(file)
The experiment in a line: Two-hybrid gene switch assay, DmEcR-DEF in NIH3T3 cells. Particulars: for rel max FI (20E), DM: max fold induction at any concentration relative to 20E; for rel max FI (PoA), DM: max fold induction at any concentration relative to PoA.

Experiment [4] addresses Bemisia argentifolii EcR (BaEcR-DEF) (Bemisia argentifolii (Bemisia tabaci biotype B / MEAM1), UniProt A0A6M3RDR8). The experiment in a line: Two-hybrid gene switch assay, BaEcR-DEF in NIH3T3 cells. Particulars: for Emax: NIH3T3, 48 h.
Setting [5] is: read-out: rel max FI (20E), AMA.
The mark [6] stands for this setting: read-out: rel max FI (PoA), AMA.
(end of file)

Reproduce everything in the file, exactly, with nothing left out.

The experiment in a line: Two-hybrid gene switch assay, DmEcR-DEF in NIH3T3 cells. Particulars: for rel max FI (20E), DM: max fold induction at any concentration relative to 20E; for rel max FI (PoA), DM: max fold induction at any concentration relative to PoA.

Experiment [4] addresses Bemisia argentifolii EcR (BaEcR-DEF) (Bemisia argentifolii (Bemisia tabaci biotype B / MEAM1), UniProt A0A6M3RDR8). The experiment in a line: Two-hybrid gene switch assay, BaEcR-DEF in NIH3T3 cells. Particulars: for Emax: NIH3T3, 48 h.
Setting [5] is: read-out: rel max FI (20E), AMA.
The mark [6] stands for this setting: read-out: rel max FI (PoA), AMA.